Almost all applications are designed so that they can be customized through variables. For example, MySQL needs at least the initial root credentials; WordPress needs the database host and name, and so on. Kubernetes provides configMaps for injecting variables to containers inside Pods and Secrets for supplying confidential variables like account credentials. Let’s have a quick example on how to use configMaps to provision variables to a Pod:
The following definition file creates both a configMap and Pod that uses the variables defined in this configMap:
kind: ConfigMap apiVersion: v1 metadata: name: myconfigmap data: # Configuration values can be set as key-value properties dbhost: db.example.com dbname: mydb --- kind: Pod apiVersion: v1 metadata: name: mypod spec: containers: - name: mycontainer image: nginx envFrom: - configMapRef: name: myconfigmap
Now, let’s apply this configuration and ensure that we can use the environment variables inside our container:
$ kubectl apply -f pod.yml configmap/myconfigmap created pod/mypod created $ kubectl exec -it mypod -- bash root@mypod:/# echo $dbhost db.example.com root@mypod:/# echo $dbname mydb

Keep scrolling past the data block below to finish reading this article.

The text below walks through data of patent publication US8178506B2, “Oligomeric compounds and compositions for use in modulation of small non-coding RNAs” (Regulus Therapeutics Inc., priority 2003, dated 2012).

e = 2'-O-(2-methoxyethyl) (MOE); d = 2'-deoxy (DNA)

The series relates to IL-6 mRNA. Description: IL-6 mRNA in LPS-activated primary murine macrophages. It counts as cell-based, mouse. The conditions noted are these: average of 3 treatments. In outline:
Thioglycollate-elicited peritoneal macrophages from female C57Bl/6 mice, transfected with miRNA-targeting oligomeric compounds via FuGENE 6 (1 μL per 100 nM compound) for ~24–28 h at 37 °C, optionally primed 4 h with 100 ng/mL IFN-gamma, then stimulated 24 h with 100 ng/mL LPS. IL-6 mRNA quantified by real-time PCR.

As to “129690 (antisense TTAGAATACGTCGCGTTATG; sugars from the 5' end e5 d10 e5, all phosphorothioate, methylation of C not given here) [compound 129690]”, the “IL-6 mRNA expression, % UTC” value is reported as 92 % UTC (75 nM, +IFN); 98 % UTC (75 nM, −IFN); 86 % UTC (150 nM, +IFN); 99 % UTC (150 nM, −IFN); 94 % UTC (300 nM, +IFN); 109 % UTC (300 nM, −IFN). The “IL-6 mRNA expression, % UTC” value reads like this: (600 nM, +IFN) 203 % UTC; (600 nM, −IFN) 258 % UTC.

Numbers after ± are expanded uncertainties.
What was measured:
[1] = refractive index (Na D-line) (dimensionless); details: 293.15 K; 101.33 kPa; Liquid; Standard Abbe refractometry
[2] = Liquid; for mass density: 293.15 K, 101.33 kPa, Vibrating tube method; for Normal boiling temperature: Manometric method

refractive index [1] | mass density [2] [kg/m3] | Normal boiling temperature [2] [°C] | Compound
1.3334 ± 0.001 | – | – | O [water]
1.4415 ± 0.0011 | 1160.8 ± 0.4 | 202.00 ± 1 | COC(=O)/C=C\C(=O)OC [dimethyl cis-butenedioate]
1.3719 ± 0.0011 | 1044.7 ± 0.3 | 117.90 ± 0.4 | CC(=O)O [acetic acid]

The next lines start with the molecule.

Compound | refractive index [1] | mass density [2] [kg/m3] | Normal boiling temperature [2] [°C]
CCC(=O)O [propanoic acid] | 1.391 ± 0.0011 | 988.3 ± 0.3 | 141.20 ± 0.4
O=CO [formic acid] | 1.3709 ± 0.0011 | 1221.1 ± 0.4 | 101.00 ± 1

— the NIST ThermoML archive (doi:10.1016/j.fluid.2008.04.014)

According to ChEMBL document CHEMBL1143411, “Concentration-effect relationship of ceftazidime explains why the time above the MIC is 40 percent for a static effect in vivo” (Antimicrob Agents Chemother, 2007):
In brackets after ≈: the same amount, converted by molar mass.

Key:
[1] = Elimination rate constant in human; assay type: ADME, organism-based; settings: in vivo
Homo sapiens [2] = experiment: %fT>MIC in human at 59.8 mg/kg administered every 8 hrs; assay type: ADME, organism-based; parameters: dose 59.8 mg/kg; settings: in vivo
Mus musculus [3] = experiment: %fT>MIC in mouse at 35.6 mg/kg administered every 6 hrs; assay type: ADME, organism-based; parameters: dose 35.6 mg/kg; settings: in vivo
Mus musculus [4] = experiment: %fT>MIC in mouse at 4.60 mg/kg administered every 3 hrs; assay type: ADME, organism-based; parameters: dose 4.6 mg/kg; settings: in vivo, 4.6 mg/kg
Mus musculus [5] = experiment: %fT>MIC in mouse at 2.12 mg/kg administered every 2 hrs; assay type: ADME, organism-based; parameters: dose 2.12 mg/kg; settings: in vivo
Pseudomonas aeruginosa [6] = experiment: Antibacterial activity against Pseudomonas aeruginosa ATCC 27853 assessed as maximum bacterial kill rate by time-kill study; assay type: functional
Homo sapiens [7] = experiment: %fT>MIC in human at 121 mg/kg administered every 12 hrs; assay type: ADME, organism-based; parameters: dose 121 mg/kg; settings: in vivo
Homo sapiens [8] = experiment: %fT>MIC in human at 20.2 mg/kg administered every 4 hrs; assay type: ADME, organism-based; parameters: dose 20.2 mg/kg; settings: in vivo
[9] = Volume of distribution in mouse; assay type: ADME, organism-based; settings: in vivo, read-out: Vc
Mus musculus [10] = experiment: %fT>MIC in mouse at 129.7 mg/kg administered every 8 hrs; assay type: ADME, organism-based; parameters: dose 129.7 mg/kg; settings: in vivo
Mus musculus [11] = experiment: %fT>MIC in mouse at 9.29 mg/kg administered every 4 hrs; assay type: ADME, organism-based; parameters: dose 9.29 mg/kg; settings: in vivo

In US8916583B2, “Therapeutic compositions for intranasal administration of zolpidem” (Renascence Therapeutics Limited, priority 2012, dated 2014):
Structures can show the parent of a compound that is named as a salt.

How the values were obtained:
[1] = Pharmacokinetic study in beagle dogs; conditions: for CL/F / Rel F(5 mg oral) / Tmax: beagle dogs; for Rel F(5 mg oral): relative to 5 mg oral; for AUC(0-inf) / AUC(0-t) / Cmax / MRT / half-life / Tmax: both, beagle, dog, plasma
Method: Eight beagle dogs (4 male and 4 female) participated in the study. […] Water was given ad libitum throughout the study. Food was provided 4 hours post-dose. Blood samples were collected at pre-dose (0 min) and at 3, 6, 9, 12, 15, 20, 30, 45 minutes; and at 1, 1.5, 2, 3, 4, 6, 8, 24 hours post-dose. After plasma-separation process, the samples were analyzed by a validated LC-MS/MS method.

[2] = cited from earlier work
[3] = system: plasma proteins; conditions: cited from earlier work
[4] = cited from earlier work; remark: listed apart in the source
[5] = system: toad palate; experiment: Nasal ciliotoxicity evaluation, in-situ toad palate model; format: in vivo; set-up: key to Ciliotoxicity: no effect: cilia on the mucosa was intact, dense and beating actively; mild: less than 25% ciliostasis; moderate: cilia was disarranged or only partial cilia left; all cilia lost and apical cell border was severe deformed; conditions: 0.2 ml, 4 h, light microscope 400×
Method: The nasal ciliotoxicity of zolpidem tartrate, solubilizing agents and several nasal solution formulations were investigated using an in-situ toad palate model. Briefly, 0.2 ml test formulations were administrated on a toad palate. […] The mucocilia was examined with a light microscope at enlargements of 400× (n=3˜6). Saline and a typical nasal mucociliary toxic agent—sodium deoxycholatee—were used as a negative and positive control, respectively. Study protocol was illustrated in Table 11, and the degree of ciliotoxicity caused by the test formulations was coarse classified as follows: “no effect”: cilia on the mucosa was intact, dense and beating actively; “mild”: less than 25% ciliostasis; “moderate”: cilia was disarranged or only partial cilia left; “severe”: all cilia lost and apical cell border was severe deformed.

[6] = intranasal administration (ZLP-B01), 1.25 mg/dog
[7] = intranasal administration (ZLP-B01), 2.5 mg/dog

However, this creates a dependency of its own: if the configMap was not available, the container might not work as expected. In our example, if this container an application that needs a constant database connection to work, then if it failed to obtain the database name and host, it may not work at all.
The same thing holds for Secrets, which must be available firsthand before any client containers can get spawned.
So far we discussed the different runtime dependencies that affect which node will the Pod get scheduled (if at all) and the various prerequisites that must be availed for the Pod to function correctly. However, you must also take into consideration that capacity requirement of the containers.
When designing an application, we need to be aware of the type of resources that this application may consume. Generally, resources can be classified into two main categories: